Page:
Two images of Monkey God housed in the temporary temple.

HONG KONG - The Monkey God Temple in Hong Kong's Sau Mau Ping district was known for its celebrations commemorating Monkey God. During the annual event, the temple medium would climb barefoot up a ladder of knives, walk over hot coals and wash his face with boiling oil, impervious to pain, his body possessed by Monkey God's spirit.


The demolished Monkey God Temple.

I didn't get to visit this temple until 2008, and when I arrived, I was shocked to find that it had been recently torn down. The site on the hillside where the temple had stood, along with a temple dedicated to Guanyin and another to the City God, was just a field of rubble. A still-standing Tianhou Temple just down the hill was earmarked for demolition. All the temples had to make way for new apartments. As I wandered around in disbelief, I saw woodcarvings, stone lions, porcelain shards, broken roof tiles and other evidence of the temples that had once stood there.


The festive archway set up at the entrance to the temporary temple to announced Monkey God’s anniversary.

That same year during the anniversary of Monkey God's enlightenment, which was the 16th day of the eighth lunar month, I made my way back. I refused to believe that the temple was gone for good. Surely there would have to be some celebration, some commemoration of this beloved deity. I was right, a few hundred feet away from the original temple site, I saw a colorful archway and banners announcing Monkey God’s anniversary celebrations. A temporary corrugated steel temple had been set up looking very much like a shipping container with doors in the sides. It was so inconspicuous that I had not noticed it the last time. This structure was shared by the Guanyin and City God Temples that had once stood alongside the Monkey God Temple at the original site.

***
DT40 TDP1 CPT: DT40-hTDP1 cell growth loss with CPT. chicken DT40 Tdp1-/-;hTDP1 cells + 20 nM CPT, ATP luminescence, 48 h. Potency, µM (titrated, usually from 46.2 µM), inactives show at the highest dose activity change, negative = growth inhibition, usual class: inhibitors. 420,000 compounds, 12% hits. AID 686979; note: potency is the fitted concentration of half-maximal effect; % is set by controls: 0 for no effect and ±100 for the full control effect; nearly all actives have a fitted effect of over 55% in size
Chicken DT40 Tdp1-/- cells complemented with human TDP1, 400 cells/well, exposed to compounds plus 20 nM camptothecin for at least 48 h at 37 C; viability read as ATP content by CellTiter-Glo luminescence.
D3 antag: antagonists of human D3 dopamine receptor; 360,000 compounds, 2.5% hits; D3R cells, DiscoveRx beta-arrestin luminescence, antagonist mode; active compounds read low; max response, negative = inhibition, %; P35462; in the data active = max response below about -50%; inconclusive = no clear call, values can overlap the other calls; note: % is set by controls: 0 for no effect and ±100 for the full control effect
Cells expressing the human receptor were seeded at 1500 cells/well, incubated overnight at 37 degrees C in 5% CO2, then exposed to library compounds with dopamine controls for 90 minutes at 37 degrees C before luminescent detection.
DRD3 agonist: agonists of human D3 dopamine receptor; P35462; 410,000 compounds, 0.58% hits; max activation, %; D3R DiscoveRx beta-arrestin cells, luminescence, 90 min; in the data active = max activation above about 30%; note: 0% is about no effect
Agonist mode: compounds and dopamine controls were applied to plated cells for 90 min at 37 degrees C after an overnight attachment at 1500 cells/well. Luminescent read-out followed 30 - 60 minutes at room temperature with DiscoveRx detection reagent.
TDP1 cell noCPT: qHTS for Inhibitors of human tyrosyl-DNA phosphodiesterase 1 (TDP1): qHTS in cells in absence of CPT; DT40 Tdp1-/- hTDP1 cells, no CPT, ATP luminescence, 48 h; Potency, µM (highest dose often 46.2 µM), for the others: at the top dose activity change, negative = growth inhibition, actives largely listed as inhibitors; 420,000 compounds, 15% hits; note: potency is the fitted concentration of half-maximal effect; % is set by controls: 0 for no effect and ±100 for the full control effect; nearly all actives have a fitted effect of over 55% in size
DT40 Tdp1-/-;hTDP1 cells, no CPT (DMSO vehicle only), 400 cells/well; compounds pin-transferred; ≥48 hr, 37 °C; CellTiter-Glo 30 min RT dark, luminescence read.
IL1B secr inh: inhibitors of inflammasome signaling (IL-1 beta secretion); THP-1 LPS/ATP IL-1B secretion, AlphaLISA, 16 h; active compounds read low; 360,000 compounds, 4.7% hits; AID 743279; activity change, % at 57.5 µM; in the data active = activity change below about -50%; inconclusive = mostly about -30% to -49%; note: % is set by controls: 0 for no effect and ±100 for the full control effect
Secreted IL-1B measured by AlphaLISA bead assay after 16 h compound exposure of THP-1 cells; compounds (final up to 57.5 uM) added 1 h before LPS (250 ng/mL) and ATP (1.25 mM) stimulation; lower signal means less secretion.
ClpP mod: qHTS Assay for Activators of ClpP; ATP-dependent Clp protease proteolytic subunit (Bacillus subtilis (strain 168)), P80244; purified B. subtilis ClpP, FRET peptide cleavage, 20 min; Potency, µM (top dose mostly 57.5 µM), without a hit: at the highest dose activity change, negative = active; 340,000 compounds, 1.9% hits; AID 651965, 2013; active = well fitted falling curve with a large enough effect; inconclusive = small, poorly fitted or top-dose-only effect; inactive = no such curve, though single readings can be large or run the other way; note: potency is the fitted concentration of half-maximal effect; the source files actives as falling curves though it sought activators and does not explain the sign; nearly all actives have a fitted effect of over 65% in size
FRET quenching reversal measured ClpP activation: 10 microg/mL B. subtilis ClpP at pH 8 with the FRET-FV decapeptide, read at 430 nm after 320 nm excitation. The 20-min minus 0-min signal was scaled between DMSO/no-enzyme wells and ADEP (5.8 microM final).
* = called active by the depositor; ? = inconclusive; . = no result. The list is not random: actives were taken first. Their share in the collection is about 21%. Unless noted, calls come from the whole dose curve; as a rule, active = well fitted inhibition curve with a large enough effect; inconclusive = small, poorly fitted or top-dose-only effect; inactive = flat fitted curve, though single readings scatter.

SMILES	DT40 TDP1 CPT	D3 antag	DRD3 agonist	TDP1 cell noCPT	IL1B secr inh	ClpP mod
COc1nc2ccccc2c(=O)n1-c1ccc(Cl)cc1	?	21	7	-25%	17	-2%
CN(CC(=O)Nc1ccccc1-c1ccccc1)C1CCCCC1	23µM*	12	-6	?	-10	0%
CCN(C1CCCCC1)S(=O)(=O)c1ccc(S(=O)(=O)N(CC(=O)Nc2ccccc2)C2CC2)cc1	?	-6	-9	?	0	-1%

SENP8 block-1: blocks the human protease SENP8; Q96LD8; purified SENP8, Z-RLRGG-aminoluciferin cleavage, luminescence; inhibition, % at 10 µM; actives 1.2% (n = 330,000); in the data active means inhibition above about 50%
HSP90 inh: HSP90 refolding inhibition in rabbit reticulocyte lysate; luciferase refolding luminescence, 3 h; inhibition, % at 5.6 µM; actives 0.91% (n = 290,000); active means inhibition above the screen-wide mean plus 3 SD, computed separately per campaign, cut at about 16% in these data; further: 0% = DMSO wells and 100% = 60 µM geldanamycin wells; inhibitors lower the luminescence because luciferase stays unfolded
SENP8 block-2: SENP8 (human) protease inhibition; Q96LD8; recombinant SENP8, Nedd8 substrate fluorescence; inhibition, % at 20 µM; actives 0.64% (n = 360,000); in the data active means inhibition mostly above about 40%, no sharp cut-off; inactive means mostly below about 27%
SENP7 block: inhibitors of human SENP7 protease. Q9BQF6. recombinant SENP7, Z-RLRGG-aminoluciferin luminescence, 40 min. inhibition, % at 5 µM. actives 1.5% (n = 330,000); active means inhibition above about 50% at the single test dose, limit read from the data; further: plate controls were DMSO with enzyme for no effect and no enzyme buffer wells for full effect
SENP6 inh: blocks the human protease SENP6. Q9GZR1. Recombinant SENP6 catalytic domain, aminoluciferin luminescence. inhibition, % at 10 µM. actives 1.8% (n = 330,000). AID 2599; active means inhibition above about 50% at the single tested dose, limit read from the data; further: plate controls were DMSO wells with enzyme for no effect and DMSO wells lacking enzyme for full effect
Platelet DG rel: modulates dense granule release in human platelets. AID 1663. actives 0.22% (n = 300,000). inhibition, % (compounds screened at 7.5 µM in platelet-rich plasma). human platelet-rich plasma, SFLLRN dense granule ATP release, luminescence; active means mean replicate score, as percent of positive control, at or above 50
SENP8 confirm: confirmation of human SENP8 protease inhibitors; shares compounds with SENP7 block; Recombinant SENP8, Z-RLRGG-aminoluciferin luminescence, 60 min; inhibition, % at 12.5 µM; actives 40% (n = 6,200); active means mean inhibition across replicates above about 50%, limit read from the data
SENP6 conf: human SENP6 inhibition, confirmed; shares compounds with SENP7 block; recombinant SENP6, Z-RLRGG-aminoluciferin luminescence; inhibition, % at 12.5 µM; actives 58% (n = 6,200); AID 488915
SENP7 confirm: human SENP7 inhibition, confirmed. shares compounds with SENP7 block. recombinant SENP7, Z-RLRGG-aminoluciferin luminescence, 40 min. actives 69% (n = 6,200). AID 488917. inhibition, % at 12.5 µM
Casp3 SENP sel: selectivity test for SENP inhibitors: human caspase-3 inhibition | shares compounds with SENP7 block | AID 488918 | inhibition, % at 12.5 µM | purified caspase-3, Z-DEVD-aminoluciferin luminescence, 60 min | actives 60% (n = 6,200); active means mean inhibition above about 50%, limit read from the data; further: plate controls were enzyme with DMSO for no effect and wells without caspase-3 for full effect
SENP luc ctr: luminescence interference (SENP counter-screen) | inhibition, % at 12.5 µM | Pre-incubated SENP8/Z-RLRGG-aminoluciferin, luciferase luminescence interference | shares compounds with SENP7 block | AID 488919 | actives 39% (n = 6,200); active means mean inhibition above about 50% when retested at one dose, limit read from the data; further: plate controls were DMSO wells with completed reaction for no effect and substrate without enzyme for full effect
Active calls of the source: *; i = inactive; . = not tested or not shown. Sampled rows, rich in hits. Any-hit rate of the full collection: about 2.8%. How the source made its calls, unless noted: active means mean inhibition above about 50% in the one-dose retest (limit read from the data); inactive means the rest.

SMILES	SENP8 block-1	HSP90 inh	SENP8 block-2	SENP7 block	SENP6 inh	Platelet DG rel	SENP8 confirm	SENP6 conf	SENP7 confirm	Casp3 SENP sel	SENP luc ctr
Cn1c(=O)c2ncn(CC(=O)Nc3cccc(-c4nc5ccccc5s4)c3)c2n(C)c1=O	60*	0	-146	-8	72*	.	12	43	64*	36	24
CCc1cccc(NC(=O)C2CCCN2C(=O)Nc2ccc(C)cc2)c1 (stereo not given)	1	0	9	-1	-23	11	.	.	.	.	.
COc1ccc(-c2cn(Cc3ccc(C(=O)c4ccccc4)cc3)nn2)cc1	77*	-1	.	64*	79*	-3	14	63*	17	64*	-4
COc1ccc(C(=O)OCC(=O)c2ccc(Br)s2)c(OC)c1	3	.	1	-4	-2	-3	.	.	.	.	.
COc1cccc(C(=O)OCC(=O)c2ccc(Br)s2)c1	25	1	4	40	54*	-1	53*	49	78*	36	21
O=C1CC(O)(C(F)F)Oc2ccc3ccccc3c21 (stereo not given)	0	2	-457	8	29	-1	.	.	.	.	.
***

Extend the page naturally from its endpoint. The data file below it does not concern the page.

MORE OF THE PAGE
Offerings and devotees at the temporary temple.

The celebration seemed a bit subdued, just a few elderly devotees. There were Daoist priests chanting prayers, and Master Chan, one of the old temple mediums whose body used to host the spirit of Monkey God, sat close by. He appeared to me to actually have simian features. There was a large banner printed with an artist’s rendering of the new temple the devotees hoped to rebuild. Although it was Monkey God’s most important festival, the number of devotees at the temporary temple was small. I wondered how long it would be before they could raise enough money to make the artist's rendering a reality. To help them along, I made a small donation.


Daoist priests chanting prayers and making offerings before Monkey God’s altar.

The same time the following year, I made my way back again, to see if any progress had been made. I was disappointed to see that nothing had changed. The figures of the deities formerly housed in the temple were still crammed into that shed that served as the temporary temple. The banner with the artist's vision of the future temple was worn and faded.


An artist’s rendering of the new temple. The actual temple built was more modest.

While I was in Hong Kong this October for the fall sale, I found myself wide-awake at 5 am due to jetlag. My thoughts drifted to the Monkey God Temple. It had been four years since I last visited. I wondered what had happened.